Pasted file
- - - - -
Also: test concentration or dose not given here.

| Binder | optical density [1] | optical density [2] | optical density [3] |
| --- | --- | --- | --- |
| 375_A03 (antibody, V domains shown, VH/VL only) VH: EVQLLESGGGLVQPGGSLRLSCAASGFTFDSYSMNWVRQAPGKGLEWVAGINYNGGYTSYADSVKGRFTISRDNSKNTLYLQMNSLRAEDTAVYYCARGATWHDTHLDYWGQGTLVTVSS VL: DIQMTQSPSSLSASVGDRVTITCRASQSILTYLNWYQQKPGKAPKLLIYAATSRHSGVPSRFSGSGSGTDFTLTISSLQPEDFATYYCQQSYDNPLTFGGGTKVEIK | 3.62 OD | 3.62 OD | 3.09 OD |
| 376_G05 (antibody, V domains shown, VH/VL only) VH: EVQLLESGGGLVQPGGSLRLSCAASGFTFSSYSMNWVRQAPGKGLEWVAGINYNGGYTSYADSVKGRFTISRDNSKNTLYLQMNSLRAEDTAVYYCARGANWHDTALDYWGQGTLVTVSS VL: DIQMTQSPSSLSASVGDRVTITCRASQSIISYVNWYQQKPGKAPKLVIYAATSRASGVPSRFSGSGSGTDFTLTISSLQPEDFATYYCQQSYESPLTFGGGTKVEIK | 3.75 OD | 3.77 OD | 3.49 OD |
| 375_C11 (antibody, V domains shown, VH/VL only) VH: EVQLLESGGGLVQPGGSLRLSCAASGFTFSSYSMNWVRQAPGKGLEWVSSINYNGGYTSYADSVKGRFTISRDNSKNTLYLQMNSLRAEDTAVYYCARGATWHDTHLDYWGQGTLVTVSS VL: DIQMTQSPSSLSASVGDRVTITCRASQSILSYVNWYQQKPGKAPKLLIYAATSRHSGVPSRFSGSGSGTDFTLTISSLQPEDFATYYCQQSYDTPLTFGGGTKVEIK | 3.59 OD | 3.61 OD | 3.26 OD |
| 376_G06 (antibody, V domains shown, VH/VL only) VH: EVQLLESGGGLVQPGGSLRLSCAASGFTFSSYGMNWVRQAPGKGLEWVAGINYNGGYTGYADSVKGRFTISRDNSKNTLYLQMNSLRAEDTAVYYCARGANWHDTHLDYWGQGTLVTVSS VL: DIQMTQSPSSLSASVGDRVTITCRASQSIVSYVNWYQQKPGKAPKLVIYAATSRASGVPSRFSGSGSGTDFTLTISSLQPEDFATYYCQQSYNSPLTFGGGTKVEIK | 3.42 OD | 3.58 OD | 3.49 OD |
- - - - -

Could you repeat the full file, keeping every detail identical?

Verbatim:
Also: test concentration or dose not given here.

| Binder | optical density [1] | optical density [2] | optical density [3] |
| --- | --- | --- | --- |
| 375_A03 (antibody, V domains shown, VH/VL only) VH: EVQLLESGGGLVQPGGSLRLSCAASGFTFDSYSMNWVRQAPGKGLEWVAGINYNGGYTSYADSVKGRFTISRDNSKNTLYLQMNSLRAEDTAVYYCARGATWHDTHLDYWGQGTLVTVSS VL: DIQMTQSPSSLSASVGDRVTITCRASQSILTYLNWYQQKPGKAPKLLIYAATSRHSGVPSRFSGSGSGTDFTLTISSLQPEDFATYYCQQSYDNPLTFGGGTKVEIK | 3.62 OD | 3.62 OD | 3.09 OD |
| 376_G05 (antibody, V domains shown, VH/VL only) VH: EVQLLESGGGLVQPGGSLRLSCAASGFTFSSYSMNWVRQAPGKGLEWVAGINYNGGYTSYADSVKGRFTISRDNSKNTLYLQMNSLRAEDTAVYYCARGANWHDTALDYWGQGTLVTVSS VL: DIQMTQSPSSLSASVGDRVTITCRASQSIISYVNWYQQKPGKAPKLVIYAATSRASGVPSRFSGSGSGTDFTLTISSLQPEDFATYYCQQSYESPLTFGGGTKVEIK | 3.75 OD | 3.77 OD | 3.49 OD |
| 375_C11 (antibody, V domains shown, VH/VL only) VH: EVQLLESGGGLVQPGGSLRLSCAASGFTFSSYSMNWVRQAPGKGLEWVSSINYNGGYTSYADSVKGRFTISRDNSKNTLYLQMNSLRAEDTAVYYCARGATWHDTHLDYWGQGTLVTVSS VL: DIQMTQSPSSLSASVGDRVTITCRASQSILSYVNWYQQKPGKAPKLLIYAATSRHSGVPSRFSGSGSGTDFTLTISSLQPEDFATYYCQQSYDTPLTFGGGTKVEIK | 3.59 OD | 3.61 OD | 3.26 OD |
| 376_G06 (antibody, V domains shown, VH/VL only) VH: EVQLLESGGGLVQPGGSLRLSCAASGFTFSSYGMNWVRQAPGKGLEWVAGINYNGGYTGYADSVKGRFTISRDNSKNTLYLQMNSLRAEDTAVYYCARGANWHDTHLDYWGQGTLVTVSS VL: DIQMTQSPSSLSASVGDRVTITCRASQSIVSYVNWYQQKPGKAPKLVIYAATSRASGVPSRFSGSGSGTDFTLTISSLQPEDFATYYCQQSYNSPLTFGGGTKVEIK | 3.42 OD | 3.58 OD | 3.49 OD |